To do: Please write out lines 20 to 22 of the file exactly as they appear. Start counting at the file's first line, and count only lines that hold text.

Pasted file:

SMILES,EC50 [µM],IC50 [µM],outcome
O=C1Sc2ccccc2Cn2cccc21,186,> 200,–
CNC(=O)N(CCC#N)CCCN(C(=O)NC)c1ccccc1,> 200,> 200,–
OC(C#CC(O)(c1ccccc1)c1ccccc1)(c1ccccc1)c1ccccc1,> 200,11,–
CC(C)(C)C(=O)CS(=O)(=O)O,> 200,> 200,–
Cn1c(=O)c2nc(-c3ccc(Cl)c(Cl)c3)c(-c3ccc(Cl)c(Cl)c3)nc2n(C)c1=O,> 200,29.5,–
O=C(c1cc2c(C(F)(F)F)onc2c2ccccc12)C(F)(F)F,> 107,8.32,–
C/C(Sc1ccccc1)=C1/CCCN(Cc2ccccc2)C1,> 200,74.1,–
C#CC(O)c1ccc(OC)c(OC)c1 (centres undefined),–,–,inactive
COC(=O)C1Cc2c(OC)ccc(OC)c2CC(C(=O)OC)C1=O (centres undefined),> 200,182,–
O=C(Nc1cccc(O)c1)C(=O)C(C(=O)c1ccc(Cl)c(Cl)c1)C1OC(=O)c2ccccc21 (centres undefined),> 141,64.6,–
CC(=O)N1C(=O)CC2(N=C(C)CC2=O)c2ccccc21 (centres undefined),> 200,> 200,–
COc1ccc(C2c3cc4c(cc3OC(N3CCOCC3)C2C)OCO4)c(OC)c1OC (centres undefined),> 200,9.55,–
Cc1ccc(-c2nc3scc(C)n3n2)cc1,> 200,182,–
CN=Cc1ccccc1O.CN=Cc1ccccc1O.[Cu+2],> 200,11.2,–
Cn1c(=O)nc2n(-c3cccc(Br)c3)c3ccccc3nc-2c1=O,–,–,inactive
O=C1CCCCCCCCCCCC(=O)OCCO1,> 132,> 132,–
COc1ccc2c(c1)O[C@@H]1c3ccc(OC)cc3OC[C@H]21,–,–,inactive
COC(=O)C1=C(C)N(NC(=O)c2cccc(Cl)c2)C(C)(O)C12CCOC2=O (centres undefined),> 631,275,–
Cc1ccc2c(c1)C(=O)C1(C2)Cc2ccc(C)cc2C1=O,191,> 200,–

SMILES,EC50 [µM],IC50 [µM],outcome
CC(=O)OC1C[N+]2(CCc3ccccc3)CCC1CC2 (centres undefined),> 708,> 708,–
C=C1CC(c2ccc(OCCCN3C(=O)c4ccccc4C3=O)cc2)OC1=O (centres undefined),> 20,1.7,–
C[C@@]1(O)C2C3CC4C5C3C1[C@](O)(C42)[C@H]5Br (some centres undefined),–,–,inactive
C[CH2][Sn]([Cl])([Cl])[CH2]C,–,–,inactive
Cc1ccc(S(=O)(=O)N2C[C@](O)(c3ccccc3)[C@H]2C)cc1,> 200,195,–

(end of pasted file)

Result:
Cc1ccc2c(c1)C(=O)C1(C2)Cc2ccc(C)cc2C1=O,191,> 200,–

SMILES,EC50 [µM],IC50 [µM],outcome
CC(=O)OC1C[N+]2(CCc3ccccc3)CCC1CC2 (centres undefined),> 708,> 708,–